Do you have any clothing that you know could be perfect if you could just change one little thing?
Maybe shorten a strap or take in a pant leg or let something out just a touch? How about just a touch of embroidery on the leg like this here.
And you know that if it fit just a little better, it wouldn’t sit at the back of your closet, neglected for years until you finally come to terms with the fact that it will never fit right, so you just get frustrated with it and donate it?
I’ve always known how to sew, but I used to primarily try to sew new clothes for myself. Lately, it’s less about sewing new things and more about trying to alter the clothing that I already have so it fits perfectly and I actually want to wear it regularly.
I’m sure a lot of you probably come across a lot of the same problems, so I wanted to start a little sewing series about how to alter various items of clothing. One of the biggest items for me is taking in pants, followed by small alterations to shirts, fixing rips and tears (or making rips and tears!), taking clothing in, or even making things a bit bigger (how did I accidentally buy a small thong instead of medium?!)
By changing just these small details about my shirts, pants, dresses, or in some cases underwear, I’ve been able to get way more use out of my wardrobe and have been able to spend less time and money searching for the perfect fit. Now, I just make the perfect fit!
Starting off today with hemming and taking in jeans. I used to absolutely hate wearing jeans before they started putting any stretch in them. I’ve got a small waist and a large butt, so it’s always been a bit of a challenge.
Even though it’s easier these days, there are still small things I sometimes need to fix. I’ve had to take in the waistband of some of my jeans and have also had to take in and hem a lot of the pant legs. Here’s how:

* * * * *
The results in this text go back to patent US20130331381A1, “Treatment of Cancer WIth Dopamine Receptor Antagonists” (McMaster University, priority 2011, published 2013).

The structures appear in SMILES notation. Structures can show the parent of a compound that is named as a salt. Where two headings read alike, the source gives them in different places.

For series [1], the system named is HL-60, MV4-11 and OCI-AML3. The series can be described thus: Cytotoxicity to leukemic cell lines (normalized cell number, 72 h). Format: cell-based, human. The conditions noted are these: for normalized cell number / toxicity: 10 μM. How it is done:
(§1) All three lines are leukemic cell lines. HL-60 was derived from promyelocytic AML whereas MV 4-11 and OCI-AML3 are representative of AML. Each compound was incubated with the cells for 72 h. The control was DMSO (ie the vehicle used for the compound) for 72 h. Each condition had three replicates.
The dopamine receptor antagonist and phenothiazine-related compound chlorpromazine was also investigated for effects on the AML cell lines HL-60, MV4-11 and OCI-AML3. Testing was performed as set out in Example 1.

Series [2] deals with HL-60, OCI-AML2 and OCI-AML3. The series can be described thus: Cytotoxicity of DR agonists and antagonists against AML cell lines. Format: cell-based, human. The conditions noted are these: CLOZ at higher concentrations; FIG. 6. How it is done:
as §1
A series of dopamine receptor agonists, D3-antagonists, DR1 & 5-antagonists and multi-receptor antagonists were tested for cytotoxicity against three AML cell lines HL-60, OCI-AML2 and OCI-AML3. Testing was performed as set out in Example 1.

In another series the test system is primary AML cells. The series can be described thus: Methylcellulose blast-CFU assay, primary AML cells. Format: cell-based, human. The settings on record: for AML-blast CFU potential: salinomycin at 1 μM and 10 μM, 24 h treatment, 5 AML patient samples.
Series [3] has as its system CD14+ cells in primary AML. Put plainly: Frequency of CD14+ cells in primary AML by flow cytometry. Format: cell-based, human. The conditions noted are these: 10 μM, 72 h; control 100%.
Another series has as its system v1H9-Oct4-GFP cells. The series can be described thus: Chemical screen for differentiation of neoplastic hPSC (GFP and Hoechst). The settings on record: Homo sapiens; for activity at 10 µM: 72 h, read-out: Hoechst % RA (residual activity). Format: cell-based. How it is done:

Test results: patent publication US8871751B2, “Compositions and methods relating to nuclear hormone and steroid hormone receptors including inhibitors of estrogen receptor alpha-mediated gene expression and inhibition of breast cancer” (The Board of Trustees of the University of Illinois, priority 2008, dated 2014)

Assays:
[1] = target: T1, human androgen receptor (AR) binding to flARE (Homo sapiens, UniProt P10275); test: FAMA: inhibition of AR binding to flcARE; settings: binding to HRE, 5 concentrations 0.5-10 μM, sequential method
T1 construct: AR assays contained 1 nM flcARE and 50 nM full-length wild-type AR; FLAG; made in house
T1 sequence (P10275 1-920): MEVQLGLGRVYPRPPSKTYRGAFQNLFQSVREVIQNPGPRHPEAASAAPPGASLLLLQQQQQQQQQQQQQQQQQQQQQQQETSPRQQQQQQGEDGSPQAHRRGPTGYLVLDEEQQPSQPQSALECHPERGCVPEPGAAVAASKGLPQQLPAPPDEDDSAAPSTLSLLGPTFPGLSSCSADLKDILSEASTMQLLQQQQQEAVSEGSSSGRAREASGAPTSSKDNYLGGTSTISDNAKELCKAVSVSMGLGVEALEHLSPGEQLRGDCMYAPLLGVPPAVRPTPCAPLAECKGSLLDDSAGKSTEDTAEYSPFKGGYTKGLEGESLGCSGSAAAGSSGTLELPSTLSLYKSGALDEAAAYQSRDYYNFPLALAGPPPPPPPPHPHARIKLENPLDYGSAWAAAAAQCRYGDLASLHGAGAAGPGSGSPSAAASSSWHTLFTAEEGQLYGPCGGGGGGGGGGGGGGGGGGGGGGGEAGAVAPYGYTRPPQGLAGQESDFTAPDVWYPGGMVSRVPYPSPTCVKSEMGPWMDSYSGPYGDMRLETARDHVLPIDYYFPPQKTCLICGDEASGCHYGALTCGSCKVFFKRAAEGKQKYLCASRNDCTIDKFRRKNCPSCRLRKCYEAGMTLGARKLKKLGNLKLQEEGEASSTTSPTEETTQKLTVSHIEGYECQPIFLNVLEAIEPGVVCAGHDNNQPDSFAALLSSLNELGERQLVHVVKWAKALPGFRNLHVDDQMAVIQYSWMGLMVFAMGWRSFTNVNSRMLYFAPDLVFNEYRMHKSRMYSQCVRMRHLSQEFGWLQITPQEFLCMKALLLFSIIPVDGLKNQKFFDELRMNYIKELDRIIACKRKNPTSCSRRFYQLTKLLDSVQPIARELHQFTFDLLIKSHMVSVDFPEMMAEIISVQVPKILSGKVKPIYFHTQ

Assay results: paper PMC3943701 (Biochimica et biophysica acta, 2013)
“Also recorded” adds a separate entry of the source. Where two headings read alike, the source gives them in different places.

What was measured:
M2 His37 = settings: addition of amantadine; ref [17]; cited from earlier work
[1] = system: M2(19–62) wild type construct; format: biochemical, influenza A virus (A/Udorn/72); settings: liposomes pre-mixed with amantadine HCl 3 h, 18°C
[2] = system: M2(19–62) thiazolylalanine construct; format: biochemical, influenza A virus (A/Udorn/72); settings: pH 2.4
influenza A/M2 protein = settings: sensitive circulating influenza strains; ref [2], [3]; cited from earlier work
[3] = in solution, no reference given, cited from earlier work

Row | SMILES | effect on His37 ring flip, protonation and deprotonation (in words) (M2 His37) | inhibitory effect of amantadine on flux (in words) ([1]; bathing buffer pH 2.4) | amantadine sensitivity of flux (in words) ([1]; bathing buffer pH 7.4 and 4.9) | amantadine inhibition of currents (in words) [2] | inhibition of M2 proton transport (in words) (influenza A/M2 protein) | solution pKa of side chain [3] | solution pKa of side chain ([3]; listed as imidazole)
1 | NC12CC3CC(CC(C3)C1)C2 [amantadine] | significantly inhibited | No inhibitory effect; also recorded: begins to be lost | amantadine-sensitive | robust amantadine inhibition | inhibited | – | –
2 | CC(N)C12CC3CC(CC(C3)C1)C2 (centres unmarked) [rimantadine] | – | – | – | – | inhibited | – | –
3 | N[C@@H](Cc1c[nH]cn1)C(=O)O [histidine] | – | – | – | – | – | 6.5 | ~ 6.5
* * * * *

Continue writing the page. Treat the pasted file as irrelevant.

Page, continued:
Hem & Take in the leg of Jeans
I’ve stuck with skinny jeans for about 8 years now and I think that’s the most flattering fit for me. However, retailers don’t always make them as skinny as I like, or in the length I need. In order to fix this, I’ve taken in the legs of many pairs of jeans and have also had to hem some of them.
Taking in the leg: Before you go about taking in the actual leg of your jeans, you have to decide how you want the hem to be finished. There is a lazy way to do this and a way that will make your denim look more finished. For darker jeans or jeans that have matching stitching, I would just sew right over the hem. I don’t think you can really tell, so for me, it’s not worth the hassle. For a lighter denim, or a medium denim that has that brown stitching, I would recommend unstitching the hem of the jeans so that you can sew in a straight line right down to the bottom and then redo the hem so that the hem looks cleaner. So, once you decide on your hem treatment, it’s time to take in the leg.
- To take in the leg of your jeans, try them on inside out. One seam of the jeans will probably be sewed down with an edge stitch on the outside and the other won’t. We want to take in the side that hasn’t been stitched down!
- Using pins, mark down the length of your jeans the amount that you want to take them in. You will probably have a small triangle shape if you’re making a straight leg jean into something more skinny. You want to make sure that it’s a fairly elongated triangle though so that the new seam that you’re making blends in with the current one. It’s also VERY important that when your pinning the jeans close to your ankle, make sure you don’t make the opening too narrow or it won’t fit over your foot when you try to put them on. I learned that the hard way, so hopefully you won’t have to.